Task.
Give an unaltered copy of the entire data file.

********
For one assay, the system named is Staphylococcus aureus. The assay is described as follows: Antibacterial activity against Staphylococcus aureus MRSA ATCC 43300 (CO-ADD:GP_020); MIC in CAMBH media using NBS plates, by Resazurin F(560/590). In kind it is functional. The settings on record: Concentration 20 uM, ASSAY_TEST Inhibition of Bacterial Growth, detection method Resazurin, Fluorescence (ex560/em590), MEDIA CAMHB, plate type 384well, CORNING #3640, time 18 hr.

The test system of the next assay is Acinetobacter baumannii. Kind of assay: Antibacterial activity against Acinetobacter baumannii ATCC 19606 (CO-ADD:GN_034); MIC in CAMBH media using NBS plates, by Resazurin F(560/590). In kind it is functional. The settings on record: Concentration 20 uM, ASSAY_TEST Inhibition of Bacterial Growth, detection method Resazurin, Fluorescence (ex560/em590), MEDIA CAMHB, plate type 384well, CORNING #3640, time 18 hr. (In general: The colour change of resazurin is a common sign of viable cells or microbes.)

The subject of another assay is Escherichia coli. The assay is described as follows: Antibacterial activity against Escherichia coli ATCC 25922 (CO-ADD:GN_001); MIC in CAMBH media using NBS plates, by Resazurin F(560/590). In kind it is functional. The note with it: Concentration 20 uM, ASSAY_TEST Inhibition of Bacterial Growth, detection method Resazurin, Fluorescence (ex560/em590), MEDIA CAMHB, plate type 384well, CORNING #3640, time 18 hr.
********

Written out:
For one assay, the system named is Staphylococcus aureus. The assay is described as follows: Antibacterial activity against Staphylococcus aureus MRSA ATCC 43300 (CO-ADD:GP_020); MIC in CAMBH media using NBS plates, by Resazurin F(560/590). In kind it is functional. The settings on record: Concentration 20 uM, ASSAY_TEST Inhibition of Bacterial Growth, detection method Resazurin, Fluorescence (ex560/em590), MEDIA CAMHB, plate type 384well, CORNING #3640, time 18 hr.

The test system of the next assay is Acinetobacter baumannii. Kind of assay: Antibacterial activity against Acinetobacter baumannii ATCC 19606 (CO-ADD:GN_034); MIC in CAMBH media using NBS plates, by Resazurin F(560/590). In kind it is functional. The settings on record: Concentration 20 uM, ASSAY_TEST Inhibition of Bacterial Growth, detection method Resazurin, Fluorescence (ex560/em590), MEDIA CAMHB, plate type 384well, CORNING #3640, time 18 hr. (In general: The colour change of resazurin is a common sign of viable cells or microbes.)

The subject of another assay is Escherichia coli. The assay is described as follows: Antibacterial activity against Escherichia coli ATCC 25922 (CO-ADD:GN_001); MIC in CAMBH media using NBS plates, by Resazurin F(560/590). In kind it is functional. The note with it: Concentration 20 uM, ASSAY_TEST Inhibition of Bacterial Growth, detection method Resazurin, Fluorescence (ex560/em590), MEDIA CAMHB, plate type 384well, CORNING #3640, time 18 hr.